focus around/focus on
The popular expression “focus around” makes little sense. An example: “Next quarter’s advertising will focus around our line of computer games.” It is presumably meant to convey something like “concentrate on a number of different items in a single category.” But “focus on” better conveys the idea of a sharp focus. “Focus around” suggests a jittery, shifting view rather than determined concentration.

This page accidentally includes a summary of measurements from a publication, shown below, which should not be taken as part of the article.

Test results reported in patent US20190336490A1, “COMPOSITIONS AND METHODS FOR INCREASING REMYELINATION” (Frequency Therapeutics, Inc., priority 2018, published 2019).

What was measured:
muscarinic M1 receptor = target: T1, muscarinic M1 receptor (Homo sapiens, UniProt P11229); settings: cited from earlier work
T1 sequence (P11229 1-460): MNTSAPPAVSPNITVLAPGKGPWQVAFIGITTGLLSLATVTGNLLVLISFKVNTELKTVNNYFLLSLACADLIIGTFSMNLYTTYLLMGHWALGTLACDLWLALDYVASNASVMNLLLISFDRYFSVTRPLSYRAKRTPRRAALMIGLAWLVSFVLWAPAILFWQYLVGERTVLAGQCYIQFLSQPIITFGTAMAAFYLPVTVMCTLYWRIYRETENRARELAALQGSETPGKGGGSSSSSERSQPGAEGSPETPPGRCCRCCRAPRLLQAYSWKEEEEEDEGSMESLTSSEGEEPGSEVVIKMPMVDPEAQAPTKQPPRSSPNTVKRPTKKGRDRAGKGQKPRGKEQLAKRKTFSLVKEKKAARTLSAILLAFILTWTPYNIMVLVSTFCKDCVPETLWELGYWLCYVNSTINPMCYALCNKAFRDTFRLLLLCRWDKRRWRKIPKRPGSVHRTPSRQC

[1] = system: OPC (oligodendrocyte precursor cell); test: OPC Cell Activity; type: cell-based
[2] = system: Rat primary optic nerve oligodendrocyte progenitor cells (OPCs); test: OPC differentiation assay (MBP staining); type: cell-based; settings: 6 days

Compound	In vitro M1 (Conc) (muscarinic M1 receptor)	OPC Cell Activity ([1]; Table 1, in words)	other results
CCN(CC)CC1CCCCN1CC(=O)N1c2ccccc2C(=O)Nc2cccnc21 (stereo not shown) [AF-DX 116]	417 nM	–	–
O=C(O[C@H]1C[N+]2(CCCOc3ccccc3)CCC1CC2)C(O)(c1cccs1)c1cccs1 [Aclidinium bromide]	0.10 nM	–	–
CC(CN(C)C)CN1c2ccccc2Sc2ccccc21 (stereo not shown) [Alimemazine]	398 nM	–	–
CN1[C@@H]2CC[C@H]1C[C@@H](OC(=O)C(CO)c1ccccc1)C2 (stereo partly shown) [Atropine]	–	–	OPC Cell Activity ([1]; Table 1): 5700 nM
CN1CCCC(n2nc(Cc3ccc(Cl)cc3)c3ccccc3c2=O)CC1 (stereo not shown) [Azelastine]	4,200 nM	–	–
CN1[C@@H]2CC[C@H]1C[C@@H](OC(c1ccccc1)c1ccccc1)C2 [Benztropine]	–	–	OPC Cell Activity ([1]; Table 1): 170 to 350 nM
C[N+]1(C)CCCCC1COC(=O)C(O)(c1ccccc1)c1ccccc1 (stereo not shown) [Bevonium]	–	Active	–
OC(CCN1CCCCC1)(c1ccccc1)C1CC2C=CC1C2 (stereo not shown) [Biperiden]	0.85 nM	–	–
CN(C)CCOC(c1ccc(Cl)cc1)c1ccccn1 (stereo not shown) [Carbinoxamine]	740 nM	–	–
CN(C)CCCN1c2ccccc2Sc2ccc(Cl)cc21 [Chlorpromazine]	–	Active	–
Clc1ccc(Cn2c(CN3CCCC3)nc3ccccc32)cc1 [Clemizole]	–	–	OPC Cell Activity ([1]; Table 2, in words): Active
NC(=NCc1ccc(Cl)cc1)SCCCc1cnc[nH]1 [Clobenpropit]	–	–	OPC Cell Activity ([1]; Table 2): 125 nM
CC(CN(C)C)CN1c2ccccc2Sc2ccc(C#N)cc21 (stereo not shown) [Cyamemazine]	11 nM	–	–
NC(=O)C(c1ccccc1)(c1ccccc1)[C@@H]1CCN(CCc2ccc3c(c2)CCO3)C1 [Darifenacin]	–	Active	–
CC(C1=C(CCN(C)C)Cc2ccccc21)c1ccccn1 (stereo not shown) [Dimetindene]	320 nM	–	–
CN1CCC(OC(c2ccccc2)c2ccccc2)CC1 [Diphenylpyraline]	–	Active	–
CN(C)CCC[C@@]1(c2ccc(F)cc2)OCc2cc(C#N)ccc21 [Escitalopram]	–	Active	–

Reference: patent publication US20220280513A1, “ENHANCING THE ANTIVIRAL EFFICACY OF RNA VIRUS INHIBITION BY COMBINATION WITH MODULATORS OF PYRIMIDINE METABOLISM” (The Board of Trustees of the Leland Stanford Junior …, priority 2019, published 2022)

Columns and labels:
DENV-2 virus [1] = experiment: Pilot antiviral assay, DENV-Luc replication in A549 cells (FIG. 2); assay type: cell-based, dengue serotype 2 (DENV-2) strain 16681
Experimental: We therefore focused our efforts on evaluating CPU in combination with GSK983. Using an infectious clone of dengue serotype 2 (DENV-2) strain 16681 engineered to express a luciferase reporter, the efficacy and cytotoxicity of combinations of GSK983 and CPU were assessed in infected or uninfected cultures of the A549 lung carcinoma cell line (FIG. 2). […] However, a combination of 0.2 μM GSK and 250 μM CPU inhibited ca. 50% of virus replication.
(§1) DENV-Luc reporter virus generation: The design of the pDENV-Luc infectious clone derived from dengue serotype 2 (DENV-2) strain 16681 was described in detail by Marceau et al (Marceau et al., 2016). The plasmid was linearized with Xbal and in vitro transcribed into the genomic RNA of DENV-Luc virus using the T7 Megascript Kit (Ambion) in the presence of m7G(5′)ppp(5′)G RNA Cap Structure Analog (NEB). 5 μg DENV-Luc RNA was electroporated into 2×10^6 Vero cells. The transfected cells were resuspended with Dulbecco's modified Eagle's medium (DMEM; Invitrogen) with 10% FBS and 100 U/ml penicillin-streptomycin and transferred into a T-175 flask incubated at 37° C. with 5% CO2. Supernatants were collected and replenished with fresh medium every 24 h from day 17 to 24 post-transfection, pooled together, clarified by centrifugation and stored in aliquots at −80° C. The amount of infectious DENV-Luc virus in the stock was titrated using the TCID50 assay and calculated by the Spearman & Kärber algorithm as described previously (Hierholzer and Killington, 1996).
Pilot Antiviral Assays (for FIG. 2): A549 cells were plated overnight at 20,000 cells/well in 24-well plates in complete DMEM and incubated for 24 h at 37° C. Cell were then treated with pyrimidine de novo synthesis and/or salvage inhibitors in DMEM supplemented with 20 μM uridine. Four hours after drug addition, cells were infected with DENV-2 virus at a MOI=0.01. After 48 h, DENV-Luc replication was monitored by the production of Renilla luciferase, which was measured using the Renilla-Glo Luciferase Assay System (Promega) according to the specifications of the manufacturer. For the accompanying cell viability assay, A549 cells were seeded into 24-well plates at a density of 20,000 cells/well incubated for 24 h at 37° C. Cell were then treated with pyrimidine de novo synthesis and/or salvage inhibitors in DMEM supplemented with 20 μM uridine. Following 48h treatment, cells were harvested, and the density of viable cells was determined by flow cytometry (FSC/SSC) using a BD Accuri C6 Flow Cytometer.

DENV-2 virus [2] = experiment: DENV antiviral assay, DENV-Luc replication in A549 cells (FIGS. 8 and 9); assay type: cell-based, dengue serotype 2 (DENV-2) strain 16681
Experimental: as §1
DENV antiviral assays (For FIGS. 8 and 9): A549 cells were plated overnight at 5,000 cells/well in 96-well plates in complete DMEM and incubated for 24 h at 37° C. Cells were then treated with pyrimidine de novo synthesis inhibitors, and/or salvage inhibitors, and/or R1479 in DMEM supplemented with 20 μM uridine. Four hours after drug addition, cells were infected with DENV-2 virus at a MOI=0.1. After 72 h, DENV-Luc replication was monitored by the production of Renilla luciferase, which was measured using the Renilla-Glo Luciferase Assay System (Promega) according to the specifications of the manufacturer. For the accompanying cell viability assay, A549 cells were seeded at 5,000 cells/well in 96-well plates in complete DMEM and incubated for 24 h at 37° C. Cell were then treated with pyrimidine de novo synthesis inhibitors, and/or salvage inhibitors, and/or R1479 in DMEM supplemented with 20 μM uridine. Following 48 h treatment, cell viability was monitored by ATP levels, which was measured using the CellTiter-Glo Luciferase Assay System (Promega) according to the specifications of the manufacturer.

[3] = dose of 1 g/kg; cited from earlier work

This is the ten-year anniversary of the Common Errors in English Usage calendar. To celebrate, we are bringing back some of our favorite interesting, funny, but sometimes merely silly entries through the years before going on hiatus in 2016.
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